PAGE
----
Tuesday, March 20, 2007
In deliberating the first of three leitmotifs posed by the Documenta team, "Is modernity our antiquity?", I've left little doubt in recent posts my feeling that modernity has come to its rightful end, just as antiquity did well before it, but the broader and more relevant question remains, have we actually escaped modernity or has it become our inescapable Hotel California? (At least not hearing the Eagles sing it again is escapable. I've chosen here a version by the Gypsy Kings while you ponder the question for 5 minutes, 47 seconds.)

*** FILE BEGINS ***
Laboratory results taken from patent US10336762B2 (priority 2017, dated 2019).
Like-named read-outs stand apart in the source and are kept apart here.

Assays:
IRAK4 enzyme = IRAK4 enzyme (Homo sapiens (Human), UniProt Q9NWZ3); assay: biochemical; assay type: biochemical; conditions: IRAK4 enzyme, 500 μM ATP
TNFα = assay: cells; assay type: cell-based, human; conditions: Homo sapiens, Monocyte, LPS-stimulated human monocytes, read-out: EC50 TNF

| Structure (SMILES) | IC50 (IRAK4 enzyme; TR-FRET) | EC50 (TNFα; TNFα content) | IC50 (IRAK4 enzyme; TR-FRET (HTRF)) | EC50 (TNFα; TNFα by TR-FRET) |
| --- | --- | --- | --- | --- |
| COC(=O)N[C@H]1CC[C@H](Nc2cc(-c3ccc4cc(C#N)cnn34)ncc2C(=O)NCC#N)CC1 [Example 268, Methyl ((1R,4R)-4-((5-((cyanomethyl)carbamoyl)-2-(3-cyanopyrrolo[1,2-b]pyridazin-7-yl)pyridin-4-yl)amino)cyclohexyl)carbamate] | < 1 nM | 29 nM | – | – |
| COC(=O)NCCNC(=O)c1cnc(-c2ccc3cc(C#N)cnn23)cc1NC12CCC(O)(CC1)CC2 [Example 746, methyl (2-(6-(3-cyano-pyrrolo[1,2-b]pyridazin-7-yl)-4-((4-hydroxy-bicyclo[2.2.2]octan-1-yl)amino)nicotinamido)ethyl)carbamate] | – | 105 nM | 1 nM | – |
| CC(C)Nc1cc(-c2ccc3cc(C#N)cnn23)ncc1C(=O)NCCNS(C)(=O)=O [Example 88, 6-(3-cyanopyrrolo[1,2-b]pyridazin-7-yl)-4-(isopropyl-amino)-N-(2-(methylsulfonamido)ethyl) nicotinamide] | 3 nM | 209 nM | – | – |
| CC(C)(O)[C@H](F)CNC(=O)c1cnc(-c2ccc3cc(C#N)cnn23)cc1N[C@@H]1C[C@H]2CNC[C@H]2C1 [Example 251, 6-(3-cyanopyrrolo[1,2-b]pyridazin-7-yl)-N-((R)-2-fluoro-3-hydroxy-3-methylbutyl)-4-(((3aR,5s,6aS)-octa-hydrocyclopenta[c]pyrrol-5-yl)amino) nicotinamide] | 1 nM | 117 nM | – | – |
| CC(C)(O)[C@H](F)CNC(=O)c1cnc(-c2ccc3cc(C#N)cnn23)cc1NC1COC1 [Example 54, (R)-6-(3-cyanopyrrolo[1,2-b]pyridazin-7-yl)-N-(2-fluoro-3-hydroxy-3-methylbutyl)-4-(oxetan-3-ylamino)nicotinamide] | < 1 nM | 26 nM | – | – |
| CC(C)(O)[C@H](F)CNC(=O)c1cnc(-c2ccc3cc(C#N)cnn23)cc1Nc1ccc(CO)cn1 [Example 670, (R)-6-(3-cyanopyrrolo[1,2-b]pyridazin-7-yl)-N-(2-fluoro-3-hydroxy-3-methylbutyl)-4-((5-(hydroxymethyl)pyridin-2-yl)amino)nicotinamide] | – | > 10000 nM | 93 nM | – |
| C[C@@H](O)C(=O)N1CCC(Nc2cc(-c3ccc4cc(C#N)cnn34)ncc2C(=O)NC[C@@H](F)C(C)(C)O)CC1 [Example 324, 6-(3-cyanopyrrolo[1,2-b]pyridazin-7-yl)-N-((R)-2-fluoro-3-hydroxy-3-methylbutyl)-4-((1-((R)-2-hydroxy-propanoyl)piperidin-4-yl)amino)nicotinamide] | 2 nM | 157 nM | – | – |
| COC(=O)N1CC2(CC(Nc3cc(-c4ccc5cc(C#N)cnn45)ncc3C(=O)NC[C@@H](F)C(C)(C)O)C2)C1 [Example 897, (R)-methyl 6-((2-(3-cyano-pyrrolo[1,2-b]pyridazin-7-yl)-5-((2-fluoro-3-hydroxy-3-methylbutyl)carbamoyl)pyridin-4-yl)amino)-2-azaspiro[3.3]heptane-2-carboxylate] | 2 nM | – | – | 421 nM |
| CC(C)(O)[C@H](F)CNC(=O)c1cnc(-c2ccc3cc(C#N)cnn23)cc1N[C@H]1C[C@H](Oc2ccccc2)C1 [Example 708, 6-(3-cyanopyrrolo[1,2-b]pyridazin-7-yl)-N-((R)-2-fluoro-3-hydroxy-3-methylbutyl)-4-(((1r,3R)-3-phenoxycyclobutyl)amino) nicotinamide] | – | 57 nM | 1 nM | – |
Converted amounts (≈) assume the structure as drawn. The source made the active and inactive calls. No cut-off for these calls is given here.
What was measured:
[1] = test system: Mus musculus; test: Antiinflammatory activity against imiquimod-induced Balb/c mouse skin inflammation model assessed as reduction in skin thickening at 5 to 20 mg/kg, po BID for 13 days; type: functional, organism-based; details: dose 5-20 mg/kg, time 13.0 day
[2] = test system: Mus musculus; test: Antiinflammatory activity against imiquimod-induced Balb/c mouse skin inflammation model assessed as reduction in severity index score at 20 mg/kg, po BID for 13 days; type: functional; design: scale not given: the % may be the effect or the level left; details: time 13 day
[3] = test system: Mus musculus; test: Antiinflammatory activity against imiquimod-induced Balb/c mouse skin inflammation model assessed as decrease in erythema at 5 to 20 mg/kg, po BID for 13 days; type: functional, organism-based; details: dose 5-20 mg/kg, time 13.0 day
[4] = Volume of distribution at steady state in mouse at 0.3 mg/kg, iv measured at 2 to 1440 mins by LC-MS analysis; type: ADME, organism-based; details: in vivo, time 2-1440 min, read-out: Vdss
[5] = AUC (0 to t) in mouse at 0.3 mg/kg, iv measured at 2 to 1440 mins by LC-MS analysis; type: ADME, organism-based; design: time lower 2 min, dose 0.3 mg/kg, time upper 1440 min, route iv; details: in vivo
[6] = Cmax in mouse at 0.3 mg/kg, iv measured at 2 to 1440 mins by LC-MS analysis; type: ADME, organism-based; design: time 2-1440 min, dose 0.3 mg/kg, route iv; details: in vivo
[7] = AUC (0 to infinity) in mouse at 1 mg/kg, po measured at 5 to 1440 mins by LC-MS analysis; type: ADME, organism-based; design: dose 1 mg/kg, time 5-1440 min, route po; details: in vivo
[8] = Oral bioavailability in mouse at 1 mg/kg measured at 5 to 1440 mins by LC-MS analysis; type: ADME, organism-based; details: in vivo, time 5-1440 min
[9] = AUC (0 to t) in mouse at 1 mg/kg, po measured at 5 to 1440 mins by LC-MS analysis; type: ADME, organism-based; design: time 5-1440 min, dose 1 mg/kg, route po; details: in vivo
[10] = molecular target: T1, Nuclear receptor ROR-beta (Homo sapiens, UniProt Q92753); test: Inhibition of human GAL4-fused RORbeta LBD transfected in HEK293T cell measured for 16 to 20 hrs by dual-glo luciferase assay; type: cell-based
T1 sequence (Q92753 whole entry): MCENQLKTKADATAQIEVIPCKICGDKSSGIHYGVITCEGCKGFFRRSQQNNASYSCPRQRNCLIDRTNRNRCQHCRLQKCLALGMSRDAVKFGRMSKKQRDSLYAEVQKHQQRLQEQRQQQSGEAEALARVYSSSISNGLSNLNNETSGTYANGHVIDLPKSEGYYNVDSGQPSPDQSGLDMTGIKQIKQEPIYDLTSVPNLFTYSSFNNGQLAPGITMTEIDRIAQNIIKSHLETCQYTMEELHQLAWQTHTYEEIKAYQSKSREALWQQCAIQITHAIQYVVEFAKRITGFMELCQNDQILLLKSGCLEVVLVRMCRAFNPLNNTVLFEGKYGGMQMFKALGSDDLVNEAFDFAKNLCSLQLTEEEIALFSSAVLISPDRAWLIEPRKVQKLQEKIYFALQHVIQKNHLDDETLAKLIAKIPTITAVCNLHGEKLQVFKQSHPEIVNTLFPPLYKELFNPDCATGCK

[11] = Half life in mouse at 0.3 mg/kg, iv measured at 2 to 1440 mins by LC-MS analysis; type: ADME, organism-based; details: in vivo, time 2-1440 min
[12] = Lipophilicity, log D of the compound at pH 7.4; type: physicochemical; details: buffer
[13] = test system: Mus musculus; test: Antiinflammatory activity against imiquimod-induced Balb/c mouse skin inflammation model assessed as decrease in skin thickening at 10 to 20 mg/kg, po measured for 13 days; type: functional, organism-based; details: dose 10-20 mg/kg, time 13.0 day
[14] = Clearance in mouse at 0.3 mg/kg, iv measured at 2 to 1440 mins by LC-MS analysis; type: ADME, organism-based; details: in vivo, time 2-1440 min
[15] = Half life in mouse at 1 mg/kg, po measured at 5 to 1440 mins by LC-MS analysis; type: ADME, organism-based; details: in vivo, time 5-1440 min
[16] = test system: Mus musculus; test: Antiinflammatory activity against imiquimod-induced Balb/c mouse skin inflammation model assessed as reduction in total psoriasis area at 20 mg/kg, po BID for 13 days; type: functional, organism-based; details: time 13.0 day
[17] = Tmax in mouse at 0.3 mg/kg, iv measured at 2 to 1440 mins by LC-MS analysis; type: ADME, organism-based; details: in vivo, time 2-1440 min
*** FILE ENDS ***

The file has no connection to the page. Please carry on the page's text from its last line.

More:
Antiquity may be the basis of much that we in the West do and believe in, but it is not a universal paradigm, to the extent that modernity is. Every culture not only experiences a varying degree of impact from Western antiquity, but posseses its own distinct antiquity to reference as well. On the other hand, dead or alive, modernity remains as ubiquitous and unrelenting a force as ever across all the world's cultural boundaries (discussed in my previous posts), however late it might have arrived to some.